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Germany slaps down France over trade claims

AFP · 16 Mar 2010, 08:17

Published: 16 Mar 2010 08:17 GMT+01:00

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German Economy Minister Rainer Brüderle defended his country's export-driven economic model after his French counterpart, Christine Lagarde, said Germany's approach could hurt other European economies.

"For countries which in the past lived off their entitlements and neglected their competitiveness, to point their finger at others is humanly and politically understandable, but still unfair," Brüderle told the daily Frankfurter Allgemeine Zeitung in an interview published Tuesday.

"The structural reforms needed to regain competitiveness are very painful," he added in a clear swipe at France.

Lagarde told the Financial Times that she was "not sure" the German approach – "improving competitiveness, putting very high (downward) pressure on its labour costs" – was "a sustainable model for the long term and for the whole of the group."

"Clearly we need better convergence" within the 16-nation eurozone, she said.

German Chancellor Angela Merkel's spokesman said it was "better to think about a growth strategy together rather than obliging some to hold back artificially."

He underscored the role of Germany's "Mittlestand" sector, a network of small- and medium-sized enterprises, often family owned, that are highly specialised, export-oriented and "very innovative and very quick to react."

"The question is how can others achieve that," the spokesman said.

Salary moderation has helped products made in Germany gain market share in many countries, while Germans save more and spend less, reducing imports.

The result is that while Germany was overtaken by China last year as the world's leading exporter, Berlin still benefits from a considerable trade surplus that irks some neighbours.

"If the eurozone really wants to become a functioning economy, these issues will have to be discussed and they will have to be solved at the eurozone level," ING senior economist Carsten Brzeski said.

The European Union's competition commissioner, Joaquin Almunia, said in Madrid it was important to pay attention to trade imbalances "and also to countries that have surpluses."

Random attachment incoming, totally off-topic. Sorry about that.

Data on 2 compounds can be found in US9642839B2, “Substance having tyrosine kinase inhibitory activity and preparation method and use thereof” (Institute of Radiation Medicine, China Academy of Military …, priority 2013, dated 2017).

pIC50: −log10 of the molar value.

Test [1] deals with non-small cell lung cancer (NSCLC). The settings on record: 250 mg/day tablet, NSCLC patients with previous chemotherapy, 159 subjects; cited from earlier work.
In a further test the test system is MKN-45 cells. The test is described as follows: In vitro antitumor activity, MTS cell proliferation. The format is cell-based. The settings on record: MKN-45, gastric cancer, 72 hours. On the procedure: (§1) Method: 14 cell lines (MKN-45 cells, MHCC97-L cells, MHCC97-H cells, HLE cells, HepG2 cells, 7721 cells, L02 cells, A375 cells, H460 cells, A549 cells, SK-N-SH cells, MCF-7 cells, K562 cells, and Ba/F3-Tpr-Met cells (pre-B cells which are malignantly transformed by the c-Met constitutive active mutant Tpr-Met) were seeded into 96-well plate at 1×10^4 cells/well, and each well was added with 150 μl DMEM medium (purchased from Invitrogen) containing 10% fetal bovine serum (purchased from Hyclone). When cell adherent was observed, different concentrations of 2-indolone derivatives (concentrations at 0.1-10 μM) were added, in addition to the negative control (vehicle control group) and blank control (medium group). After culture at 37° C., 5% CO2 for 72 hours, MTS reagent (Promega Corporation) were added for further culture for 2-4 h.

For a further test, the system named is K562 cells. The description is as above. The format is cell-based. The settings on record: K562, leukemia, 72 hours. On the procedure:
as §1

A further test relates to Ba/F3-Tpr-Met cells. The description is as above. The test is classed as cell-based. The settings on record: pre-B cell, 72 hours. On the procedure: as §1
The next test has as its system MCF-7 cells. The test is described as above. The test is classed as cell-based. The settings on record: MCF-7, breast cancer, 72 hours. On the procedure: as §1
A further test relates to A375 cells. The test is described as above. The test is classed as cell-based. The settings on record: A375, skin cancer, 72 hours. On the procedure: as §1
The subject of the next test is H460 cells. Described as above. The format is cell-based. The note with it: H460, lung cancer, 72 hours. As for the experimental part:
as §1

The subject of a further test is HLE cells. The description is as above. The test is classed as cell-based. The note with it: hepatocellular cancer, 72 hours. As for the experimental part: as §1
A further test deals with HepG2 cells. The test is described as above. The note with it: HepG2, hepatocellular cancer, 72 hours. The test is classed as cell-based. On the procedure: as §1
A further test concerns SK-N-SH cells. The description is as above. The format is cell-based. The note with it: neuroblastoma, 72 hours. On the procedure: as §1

The daily Bild reported that lawmakers representing Germany before the European Union are worried by charges the country "achieves its growth at the expense of others."

The Economist magazine last week ran an article under the headline: "Why Germany needs to change, both for its sake and for others."

Berlin's answer? "We are not a country that sets salaries or consumption by decree."

Story continues below…

In the 1990s, German unions accepted relatively low pay to preserve jobs as ageing German industries restructured operations to keep abreast of rivals around the world.

Less disposable income, along with higher taxes levied to help develop former communist eastern Germany and a German tendency towards savings resulted in an economy, Europe's biggest, that imported much less than it exported.

The trend that is not likely to change soon, since a pay deal negotiated by the IG Metall trade union last month for 3.5 million metallurgy workers again favoured job security over pay.

"The solution requires stronger German consumption, but that is only part of the solution: other countries have an equally strong responsibility to accelerate structural reforms and boost productivity," UniCredit chief economist Marco Annunziata.

Some economists say Berlin should cut taxes to boost consumption, but the coalition government is struggling with a growing public deficit as a result of stimulus programmes aimed at dragging Germany out of recession.

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Your comments about this article

09:32 March 16, 2010 by Clapoti
Well I think France could probably try to do better... but I also think that Germany should change it's way of doing business... keeping salaries low... people are hardly getting raises, I think this should definitely change.
10:27 March 16, 2010 by freechoice
i think the Germans should spend more to help the economy...

consumption has an multiplier effect on the economy and help to bring dynamism...

but if all money only goes to Lidl/Aldi do the buck really stop there?

And we have this most richest man in Germany....
12:06 March 16, 2010 by Edmond Schindler
Speaking for myself, France is right!